When the Charleses wear a cap, the clouds weep. Sussex.
    See Lower’s History of Sussex, 1870, i. 39, 40.

    When the child’s christened, you may have godfathers enough.
    New Help to Discourse, 1721, p. 135.

  • When the clouds are on the hills,
  • they’ll come down by the mills.
  • When the clouds of the morn to the west fly away,
  • You may safely rely on a settled fair day.
  • When the corn is in the shock,
  • the fish are on the rock. Cornwall.
  • An allusion to the correspondence of the fishing season with the harvest—more especially the pilchard fishery.

    When the crow flees, her tail follows.

    When the crow’s feet grow under her eyes.
    Gascoigne’s Works, by Hazlitt, ii. 65.—A metaphrase for advancing years.

  • When the cuckoo comes to the bare thorn,
  • sell your cow and buy your corn:
  • but when she comes to the full bit,
  • sell your corn and buy you sheep.
  • When the cuckoo picks up the dirt.
    i.e., In April. A metaphor for the arrival of spring and fair weather.

    When the cup is fullest, bear yourself most moderately, quoth Hendyng.
    P. of H. (Reliq. Antiq., i. 112). “When the coppe is follest, thenne ber hire feyrest, quoth Hendyng,” i.e., be moderate in prosperity.

    When the daughter is stolen, shut Pepper Gate. Chester.
    See Strutt’s Sports and Pastimes, ed. Hone, 95. “Pepper gate, says Grose, was a postern on the east side of the city of Chester. The mayor of the city having his daughter stolen away by a young man through that gate, whilst she was playing at ball with the other maidens, his worship, out of revenge, caused it to be closed up.”—R. Comp. When the steed, &c.,—the later form, which is in Heywood. And see Lysons, M. B. Cheshire, 613. Pepper Gate was also known as Woolffield or Woolf Gate, and led to Pepper Street.

    When the devil is blind. WALKER.

    When the devil prays, he has a booty in his eye.

    When the devil’s a hog, you shall eat bacon.

    When the devil’s a vicar, thou shalt be his clerk.

    When the devil’s dead, there is a wife for Humphrey.

    When the dog is beaten out of the room, where will they lay their stink?

    When the drink goes in, the wit goes out.

  • “Als de vien in der man,
  • Dan is de wieshied in de kan.”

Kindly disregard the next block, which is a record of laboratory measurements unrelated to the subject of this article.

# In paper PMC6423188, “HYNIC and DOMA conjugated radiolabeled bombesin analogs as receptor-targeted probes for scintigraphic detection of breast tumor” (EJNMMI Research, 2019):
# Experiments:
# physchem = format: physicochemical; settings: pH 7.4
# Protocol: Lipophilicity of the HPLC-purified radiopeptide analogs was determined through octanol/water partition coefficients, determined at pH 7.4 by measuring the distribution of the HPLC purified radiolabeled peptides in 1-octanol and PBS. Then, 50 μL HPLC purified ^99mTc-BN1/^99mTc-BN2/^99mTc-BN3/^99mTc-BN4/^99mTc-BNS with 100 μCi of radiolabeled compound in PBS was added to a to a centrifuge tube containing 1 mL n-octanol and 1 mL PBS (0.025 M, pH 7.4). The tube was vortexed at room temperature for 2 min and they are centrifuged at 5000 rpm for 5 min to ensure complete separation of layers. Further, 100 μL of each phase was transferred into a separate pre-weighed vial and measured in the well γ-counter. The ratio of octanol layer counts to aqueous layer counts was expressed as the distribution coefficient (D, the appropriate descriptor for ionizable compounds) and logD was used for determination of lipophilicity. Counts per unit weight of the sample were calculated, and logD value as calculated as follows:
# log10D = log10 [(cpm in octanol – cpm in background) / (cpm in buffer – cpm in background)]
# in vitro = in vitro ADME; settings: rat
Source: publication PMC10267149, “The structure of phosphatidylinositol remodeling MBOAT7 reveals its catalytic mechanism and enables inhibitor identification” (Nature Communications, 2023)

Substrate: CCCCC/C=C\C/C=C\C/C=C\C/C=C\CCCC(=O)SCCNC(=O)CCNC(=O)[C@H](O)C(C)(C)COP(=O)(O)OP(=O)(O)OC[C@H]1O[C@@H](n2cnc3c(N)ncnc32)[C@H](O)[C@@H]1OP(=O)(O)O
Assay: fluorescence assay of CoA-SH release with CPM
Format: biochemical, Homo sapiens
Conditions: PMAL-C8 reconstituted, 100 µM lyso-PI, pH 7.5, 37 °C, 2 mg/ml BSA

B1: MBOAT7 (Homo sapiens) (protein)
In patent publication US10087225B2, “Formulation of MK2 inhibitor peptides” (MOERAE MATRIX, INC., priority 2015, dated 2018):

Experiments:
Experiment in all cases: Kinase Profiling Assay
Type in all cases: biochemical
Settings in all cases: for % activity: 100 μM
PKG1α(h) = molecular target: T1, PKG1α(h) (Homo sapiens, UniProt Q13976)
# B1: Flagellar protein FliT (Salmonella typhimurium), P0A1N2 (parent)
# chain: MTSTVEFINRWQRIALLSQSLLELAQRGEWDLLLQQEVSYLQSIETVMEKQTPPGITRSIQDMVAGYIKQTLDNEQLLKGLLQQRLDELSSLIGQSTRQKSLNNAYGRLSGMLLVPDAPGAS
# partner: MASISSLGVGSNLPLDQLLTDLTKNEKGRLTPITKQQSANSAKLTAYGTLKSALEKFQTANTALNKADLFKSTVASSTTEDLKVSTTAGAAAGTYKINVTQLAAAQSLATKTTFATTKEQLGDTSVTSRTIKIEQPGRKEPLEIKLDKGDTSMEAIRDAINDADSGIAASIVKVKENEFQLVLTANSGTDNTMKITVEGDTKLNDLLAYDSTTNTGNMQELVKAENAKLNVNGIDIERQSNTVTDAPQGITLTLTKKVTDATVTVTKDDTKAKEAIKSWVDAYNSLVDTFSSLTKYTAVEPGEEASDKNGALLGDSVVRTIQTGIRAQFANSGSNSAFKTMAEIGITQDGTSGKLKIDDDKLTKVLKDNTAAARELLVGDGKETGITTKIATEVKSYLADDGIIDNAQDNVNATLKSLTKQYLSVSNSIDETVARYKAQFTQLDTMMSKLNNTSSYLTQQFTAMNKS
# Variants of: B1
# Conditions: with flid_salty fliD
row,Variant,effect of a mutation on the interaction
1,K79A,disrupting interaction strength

• —Dutch saying.
  • When the elder is white, brew and bake a peck;
  • when the elder is black, brew and bake a sack. D.
  • When the fern begins to look red,
  • then milk is good with brown bread:
  • when the fern is as high as a ladle,
  • you may sleep as long as you’re able:
  • when the fern is as high as a spoon,
  • you may sleep an hour at noon.
  • The custom of sleeping after dinner in the summer-time is general in Italy and other hot countries, so that from one to three or four of the clock in the afternoon you scarce see any one stirring about the streets of their cities. The Schola Salernitana condemns this practice. Sit brevis aut nullus tibi somnus meridianus: Febris, pigrities, capitis dolor, atque Catarrhus: hæc tibi proveniunt ex somno meridiano. But it may be this advice was intended for us English (to whose king this book was dedicated) rather than the Italians, or other inhabitants of hot countries, who in the summer would have enough to do to keep themselves awake after dinner. The best way for us in colder climates is to abstain; but if we must needs sleep (as the Italian physicians advise), either to take a nod sitting in a chair, or, if we lie down, strip off our clothes as at night, and go into bed, as the present Duke of Tuscany himself practises, and advises his subjects to do, but by no means lie down upon a bed in our clothes.
    It is observed by good housewives that milk is thicker in the autumn than in the summer, notwithstanding the grass must be more hearty, the juice of it being better concocted by the heat of the sun in summer-time. I conceive the reason to be, because the cattle drink water abundantly by reason of their heat in summer, which doth much dilute their milk.—R. 1670.

    When the fox is full, he pulleth geese.
    MS. of the 15th cent. cited in Retrosp. Rev., ii. 309 (3rd S.)

    When the friar’s beaten, then comes James. CL.
    Walker’s Parœmiologia, 1672. p. 10. [Greek].

    When the frog and mouse would take up the quarrel, the kite decided it.

    When the good man is from home, the good wife’s table is soon spread.

    When the head acheth, all the body is the worse. HE.

  • Dum caput infestat
  • Labor, omnia membra molestat.—R.
  • When the head is hot, the hand is ready.

    When the heart is afire, some sparks will fly out of the mouth.

    When the horse is starved, you bring him oats.

    When the house is burnt down, you bring water.

    When the husband drinks to the wife, all would be well; when the wife drinks to the husband, all is well.

    When the husband is fire and the wife tow, the devil easily sets them in a flame.

    When the iron is hot, strike. HE.*

    When the maggot bites.
    On the spur of the moment.

    When the maid leaves the door open, the cat’s in fault.